This road-test might look fairly routine at first glance, but it is in fact quite amazing. Consider how many cars have had adulation heaped upon them when they were launched, only to be dismissed as rubbish a few years later? The AC was first described by "The Autocar" at its launch in 1947, who road-tested it 2 years later. Another 3 years later came this test, and they liked it just as much, or maybe a tad more.
This test analysed in greater detail how good each feature and control was, making it a more enlightening test. They commented again on its solid feel, and how well it withstands a punishing series of tests. A "happy" cruising speed range was given as 60-70mph. This car responded well to small steering movements, and the steering was in sharp contrast to those cars that feel as though one is steering via rubber rods (I think I've driven some of those cars!). Part of the price to pay was observed as some kick-back through the steering wheel, an effect noticed when traversing a diagonal trench filled in. Rear axle hop was another negative comment. Both this test, and their 1949 test claimed that the car does not pitch. That is interesting, since stiffer springs at the front, than the rear, would tend to promote pitching, depending on the road surface.
They reckoned that the clutch was light (I think it's heavy!). During brake testing, no fading was noticed. This car had the later twin-leading shoe front brakes, meaning lighter operation. They did not like the lack of space to rest ones left foot. They would also have preferred a greater amount of fore and aft adjustments for the front seats. Manoeuvring in tight spaces was helped by having both front wings in full view.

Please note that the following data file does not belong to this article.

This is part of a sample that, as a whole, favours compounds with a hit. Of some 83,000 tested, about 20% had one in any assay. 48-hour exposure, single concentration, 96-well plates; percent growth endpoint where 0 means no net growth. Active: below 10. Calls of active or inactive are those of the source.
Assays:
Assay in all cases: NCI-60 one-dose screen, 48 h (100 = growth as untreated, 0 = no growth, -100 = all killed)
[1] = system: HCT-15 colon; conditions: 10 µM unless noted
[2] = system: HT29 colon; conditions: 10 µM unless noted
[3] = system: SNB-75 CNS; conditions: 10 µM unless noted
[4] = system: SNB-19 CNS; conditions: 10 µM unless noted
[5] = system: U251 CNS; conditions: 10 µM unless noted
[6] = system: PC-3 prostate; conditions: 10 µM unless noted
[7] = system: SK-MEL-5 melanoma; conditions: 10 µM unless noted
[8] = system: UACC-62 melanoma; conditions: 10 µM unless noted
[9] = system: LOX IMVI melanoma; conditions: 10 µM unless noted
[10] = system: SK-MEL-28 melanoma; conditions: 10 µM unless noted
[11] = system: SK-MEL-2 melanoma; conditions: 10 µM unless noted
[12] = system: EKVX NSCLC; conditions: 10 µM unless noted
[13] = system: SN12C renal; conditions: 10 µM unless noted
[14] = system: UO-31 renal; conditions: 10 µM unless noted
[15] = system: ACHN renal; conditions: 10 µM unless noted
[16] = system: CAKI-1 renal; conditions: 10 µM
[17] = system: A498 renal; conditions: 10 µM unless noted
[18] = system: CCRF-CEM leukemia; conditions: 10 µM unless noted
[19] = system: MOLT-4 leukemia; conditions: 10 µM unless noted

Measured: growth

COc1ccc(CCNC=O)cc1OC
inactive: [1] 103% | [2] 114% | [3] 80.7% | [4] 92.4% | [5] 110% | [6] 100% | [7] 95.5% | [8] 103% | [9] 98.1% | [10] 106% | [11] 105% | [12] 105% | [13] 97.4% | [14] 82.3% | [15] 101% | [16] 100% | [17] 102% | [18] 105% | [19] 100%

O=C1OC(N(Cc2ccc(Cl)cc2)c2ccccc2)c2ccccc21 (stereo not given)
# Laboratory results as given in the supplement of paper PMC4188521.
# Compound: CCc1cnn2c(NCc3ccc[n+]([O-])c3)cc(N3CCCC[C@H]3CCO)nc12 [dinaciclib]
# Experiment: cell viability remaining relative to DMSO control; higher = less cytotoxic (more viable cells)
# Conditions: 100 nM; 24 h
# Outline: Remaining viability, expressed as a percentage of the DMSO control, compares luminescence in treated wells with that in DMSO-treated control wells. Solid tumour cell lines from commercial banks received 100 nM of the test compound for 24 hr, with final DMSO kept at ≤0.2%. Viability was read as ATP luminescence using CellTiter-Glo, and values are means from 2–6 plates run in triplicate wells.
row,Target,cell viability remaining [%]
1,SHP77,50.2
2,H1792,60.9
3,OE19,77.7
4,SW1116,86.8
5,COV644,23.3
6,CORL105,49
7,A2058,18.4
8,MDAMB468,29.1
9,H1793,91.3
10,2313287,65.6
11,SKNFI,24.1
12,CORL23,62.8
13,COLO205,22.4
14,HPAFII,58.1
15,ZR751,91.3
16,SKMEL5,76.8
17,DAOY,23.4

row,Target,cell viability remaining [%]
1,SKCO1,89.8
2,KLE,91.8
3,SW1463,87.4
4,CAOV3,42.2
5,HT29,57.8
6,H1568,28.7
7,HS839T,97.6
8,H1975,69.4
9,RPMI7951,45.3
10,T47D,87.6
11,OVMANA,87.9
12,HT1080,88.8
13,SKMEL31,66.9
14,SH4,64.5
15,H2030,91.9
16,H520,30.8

While they liked the car, they considered it specialised, appealing to enthusiasts who wanted something individual, and something that retained some of the vintage technology, combined with modern refinements and style.
The Autocar - 24th January 1958
This was a used car test of an AC advertised for sale at a London dealer. It was tested prior to having its engine overhauled.
The engine started easily, but the cold start carb had had a manual switch installed, as many owners later did. The clutch juddered a little. No noise from the rear axle, but the familiar Moss gearbox whine was heard. The gear stick/selector was still popular with this tester, as it had been with the original road testers (but divides opinions in more recent times). This tester's impressions of the brakes and steering were just as enthusiastic as the 1940's road testers'. One criticism was the effect of cross-wind on the car. Also, wet roads had the car sliding unduly.
This tester did note some pitching initiated by the stiff front springs but was still impressed with the ride qualities. Summing up, the tester said that affection for the AC increases with time and mileage. He also commented upon the lack of rattle and the solid feel of this 7 year old car.
As an aside, a common thread in the 1940s articles and road-tests was a love for the curvaceous styling. By the time of the 1958 used car test, fashions had changed, and the writer was not so keen on the looks. Fashions change again, and in the early 21st century, most people seem to love it again.
Classic Cars - November 1989
This test was an interesting concept: 5 luxury, sporting saloons of the early 1950s were brought together. Their owners then tried out each others' cars and rated them. It seemed like a good idea, but it was evident that at least 2 of the cars were not in perfect mechanical order. I recognised a problem on the AC as being a need to adjust the front wheel alignment, to eliminate any tendancy to veer off course over bumps. The other cars were a Riley 1.5 RME, Rover 75 P4, Ford Zephyr 6, Sunbeam Talbot 90 Mk II and a Triumph Renown TDC.